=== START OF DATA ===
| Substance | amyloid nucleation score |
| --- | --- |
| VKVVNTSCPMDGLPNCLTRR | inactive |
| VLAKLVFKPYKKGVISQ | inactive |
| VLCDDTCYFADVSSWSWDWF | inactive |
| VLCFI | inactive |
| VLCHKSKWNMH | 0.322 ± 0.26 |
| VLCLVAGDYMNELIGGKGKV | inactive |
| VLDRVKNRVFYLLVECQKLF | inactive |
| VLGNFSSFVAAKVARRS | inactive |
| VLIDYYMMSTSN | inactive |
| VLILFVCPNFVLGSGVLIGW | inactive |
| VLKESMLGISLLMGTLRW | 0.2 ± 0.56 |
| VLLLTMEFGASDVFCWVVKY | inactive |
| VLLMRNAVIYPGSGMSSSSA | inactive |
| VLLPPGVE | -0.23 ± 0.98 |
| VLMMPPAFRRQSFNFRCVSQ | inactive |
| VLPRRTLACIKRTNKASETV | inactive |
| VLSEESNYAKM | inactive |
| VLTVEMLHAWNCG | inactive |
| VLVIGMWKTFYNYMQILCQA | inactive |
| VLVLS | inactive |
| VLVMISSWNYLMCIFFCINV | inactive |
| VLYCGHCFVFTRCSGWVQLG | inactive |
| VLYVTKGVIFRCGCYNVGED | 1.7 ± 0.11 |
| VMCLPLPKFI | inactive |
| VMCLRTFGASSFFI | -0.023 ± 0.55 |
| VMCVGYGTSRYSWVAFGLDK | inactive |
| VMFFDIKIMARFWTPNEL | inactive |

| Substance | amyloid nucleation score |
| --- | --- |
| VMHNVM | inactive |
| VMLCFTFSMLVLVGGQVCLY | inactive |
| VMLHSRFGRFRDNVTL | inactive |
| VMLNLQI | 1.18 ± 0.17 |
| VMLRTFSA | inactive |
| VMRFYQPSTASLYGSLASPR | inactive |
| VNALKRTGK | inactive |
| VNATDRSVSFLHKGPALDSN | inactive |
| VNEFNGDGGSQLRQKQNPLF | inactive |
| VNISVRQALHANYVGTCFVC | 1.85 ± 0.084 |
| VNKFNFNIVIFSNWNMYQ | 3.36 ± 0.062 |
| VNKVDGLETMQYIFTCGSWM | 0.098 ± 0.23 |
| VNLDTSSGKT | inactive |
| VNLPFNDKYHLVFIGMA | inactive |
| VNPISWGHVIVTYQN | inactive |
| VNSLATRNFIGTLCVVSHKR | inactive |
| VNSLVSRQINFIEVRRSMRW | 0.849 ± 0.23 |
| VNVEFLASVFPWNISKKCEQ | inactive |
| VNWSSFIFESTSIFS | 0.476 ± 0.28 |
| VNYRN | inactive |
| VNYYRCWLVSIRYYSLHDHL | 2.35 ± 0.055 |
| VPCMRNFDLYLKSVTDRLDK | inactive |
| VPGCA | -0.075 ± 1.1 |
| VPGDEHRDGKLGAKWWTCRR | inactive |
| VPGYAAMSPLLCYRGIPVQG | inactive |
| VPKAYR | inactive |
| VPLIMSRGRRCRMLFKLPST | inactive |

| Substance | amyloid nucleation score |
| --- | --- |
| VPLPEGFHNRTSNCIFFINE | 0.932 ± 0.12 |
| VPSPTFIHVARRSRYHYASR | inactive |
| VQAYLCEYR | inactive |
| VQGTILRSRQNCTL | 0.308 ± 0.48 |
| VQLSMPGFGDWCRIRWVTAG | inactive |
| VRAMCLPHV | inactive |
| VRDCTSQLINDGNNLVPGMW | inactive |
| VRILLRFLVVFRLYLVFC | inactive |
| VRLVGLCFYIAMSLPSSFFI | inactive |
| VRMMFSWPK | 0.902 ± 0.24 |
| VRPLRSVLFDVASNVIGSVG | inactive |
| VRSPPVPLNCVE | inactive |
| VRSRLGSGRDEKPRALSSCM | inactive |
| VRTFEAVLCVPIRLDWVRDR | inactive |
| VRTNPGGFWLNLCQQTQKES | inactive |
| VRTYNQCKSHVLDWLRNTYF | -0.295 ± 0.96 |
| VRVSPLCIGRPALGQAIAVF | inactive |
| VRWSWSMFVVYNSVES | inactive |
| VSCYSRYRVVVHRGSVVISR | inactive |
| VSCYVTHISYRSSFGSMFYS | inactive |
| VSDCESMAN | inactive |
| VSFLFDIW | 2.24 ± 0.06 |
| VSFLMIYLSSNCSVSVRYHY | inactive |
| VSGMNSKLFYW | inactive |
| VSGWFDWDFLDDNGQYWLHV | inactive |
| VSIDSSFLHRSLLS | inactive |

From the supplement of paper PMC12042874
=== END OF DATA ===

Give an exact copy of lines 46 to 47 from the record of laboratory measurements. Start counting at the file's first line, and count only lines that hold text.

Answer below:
| VNPISWGHVIVTYQN | inactive |
| VNSLATRNFIGTLCVVSHKR | inactive |